Cleveland Indians Underwhelm at Trade Deadline with Sensible Brandon Guyer Pickup

Tampa Bay Rays v Boston Red Sox
Maddie Meyer-Getty Images

With the Cleveland Indians‘ bullpen solidified by the Andrew Miller trade, the team came into deadline day still needing to acquire a bat. The only question was just who exactly it would be.

Rumors had the Indians linked to many of the big names as the deadline inched closer. Would Cleveland grab the ageless Carlos Beltran? Jay Bruce? Steve Pearce? Yasiel Puig?

Each player had in some way or another been teased as a potential pickup. However, when the Indians finally made their trade, none of the aforementioned names were involved. Instead, the team acquired Tampa Bay Rays outfielder Brandon Guyer, a move met with a resounding “…who?”

Yes, it’s safe to say nobody had Guyer’s name near the top of their wish lists. The pickup was hardly met with the kind of fanfare Miller or (for a few hours at least) Jonathan Lucroy received. That said, just because the move was underwhelming doesn’t necessarily mean it was bad.

I’m not going to go on a full-scale sell of why Guyer is a better addition than any of the other top targets the Tribe was going after. I, too, wanted Cleveland to make a major offensive pickup, and it’s tough to see the former Ray as being exactly what the team needed.

After letting the dust settle, though, there are benefits which come with adding Guyer to the fold.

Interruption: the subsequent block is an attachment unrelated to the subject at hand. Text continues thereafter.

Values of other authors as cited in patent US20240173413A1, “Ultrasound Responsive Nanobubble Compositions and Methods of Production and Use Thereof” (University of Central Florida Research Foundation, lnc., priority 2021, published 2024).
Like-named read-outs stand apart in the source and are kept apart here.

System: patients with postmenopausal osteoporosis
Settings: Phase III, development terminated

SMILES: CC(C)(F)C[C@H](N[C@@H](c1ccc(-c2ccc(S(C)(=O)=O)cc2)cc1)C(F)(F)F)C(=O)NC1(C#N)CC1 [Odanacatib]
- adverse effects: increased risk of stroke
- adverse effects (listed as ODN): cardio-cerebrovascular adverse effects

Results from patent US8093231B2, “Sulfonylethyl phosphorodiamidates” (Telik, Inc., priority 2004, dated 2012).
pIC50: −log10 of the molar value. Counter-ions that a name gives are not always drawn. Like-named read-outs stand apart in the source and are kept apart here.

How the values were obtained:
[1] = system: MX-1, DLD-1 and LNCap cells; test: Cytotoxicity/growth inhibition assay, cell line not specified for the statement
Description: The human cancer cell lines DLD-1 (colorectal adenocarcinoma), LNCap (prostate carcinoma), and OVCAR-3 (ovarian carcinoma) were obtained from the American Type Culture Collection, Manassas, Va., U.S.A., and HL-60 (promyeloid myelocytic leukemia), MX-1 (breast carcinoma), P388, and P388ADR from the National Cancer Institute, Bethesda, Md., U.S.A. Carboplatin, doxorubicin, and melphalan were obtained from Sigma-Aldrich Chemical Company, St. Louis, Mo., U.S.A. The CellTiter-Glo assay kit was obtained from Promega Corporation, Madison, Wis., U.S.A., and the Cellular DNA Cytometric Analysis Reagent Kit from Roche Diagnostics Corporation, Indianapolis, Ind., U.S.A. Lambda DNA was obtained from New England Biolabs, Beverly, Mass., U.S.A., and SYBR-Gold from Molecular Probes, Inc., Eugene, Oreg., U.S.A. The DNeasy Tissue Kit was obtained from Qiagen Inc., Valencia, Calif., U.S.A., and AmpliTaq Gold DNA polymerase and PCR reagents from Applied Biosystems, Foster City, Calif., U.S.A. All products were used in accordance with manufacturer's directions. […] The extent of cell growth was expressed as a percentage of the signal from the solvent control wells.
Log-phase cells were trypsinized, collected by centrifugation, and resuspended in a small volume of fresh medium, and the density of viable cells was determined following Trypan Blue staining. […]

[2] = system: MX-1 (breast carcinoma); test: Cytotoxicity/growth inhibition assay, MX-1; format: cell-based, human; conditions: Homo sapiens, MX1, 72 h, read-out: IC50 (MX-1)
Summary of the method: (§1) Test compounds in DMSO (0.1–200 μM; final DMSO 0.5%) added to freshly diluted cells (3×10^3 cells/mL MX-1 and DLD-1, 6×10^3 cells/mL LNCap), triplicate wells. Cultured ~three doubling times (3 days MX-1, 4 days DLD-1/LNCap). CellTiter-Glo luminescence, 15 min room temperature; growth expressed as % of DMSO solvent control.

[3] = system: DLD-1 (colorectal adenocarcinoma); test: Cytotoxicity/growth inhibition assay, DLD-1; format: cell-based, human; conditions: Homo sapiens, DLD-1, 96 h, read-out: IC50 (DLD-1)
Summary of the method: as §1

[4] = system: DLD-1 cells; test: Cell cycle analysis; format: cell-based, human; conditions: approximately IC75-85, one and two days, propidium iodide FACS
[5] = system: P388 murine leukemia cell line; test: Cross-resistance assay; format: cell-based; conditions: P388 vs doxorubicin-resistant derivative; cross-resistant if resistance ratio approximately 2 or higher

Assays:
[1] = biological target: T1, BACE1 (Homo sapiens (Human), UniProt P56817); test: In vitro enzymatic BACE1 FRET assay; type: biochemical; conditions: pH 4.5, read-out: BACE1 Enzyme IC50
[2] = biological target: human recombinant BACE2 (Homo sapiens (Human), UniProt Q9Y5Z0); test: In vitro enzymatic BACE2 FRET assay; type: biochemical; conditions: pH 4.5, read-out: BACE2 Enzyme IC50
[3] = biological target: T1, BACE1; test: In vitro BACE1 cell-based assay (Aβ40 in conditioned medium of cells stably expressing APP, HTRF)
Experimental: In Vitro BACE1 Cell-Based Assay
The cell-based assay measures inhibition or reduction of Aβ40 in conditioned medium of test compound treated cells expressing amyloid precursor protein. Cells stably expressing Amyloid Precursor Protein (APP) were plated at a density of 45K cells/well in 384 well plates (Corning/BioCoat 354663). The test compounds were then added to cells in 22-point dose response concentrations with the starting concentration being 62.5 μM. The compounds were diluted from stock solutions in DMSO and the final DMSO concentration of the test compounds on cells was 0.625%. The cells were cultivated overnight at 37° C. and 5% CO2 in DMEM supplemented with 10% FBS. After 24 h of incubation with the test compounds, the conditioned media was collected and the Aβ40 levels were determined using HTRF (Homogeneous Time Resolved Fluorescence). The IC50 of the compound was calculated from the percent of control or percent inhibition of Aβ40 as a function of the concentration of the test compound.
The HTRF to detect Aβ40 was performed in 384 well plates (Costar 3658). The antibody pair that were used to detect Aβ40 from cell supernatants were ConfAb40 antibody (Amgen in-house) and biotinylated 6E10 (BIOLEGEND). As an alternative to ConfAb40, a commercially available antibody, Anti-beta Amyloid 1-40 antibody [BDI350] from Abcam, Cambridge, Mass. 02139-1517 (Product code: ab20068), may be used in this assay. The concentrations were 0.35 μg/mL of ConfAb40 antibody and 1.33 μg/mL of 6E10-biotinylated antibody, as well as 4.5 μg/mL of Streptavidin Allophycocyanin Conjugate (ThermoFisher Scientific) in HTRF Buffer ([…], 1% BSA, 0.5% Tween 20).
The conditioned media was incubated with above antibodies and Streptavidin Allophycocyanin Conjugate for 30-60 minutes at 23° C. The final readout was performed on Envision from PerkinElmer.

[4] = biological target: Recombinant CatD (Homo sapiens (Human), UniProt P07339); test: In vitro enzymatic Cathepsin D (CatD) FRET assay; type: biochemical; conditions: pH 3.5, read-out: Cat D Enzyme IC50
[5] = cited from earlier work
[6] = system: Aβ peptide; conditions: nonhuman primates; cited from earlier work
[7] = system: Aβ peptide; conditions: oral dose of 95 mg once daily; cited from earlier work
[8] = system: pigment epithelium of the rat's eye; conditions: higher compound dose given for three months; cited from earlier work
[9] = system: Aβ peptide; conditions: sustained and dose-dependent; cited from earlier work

For one, he’s proven to be a very reliable bat when facing left-handed pitching. His slash line against righties (.196/.277/.324) is…well, it’s bad. That said, he’s hitting .344/.488/.594 against left-handers, which is significantly better.

You could argue that acquiring someone who only hits well against southpaws is a weird trade, but the Indians didn’t make this move to find an everyday player.

The acquisition of Guyer allows for a right field platoon with Lonnie Chisenhall. It’s not a huge boost in outfield talent, but it adds depth and a reliable – albeit situational – bat.

This, along with the ensuing DFA of Juan Uribe, can permanently move Jose Ramirez to third base.

While he held his own in the outfield, Ramirez is far better utilized as an infielder. He’s also in the middle of his best season at the plate, so any move which increases his playing time is a good one.

The other benefit to picking up Guyer is how little it cost Cleveland.

After watching two top prospects get dealt in the Miller trade, there was growing concern the Indians might start depleting their farm system a bit if they made another big deal before the deadline. The players the Tribe had to part with – Nathan Lukes and Jhonleider Salinas – aren’t anyone fans are going to be upset about. The Indians didn’t sit on their hands, but they also didn’t mortgage the entire farm to try and win now.

No, Guyer isn’t the everyday upgrade to Cleveland’s offense. That said, the team didn’t necessarily need an everyday addition in the first place, and any they would’ve made wasn’t going to come without complications.

At the end of the day, Guyer is a nice pickup whose only real crime is not being the guy everybody wanted the Indians to get. Just because he isn’t a big name doesn’t necessarily mean he’s not a decent addition to the team.


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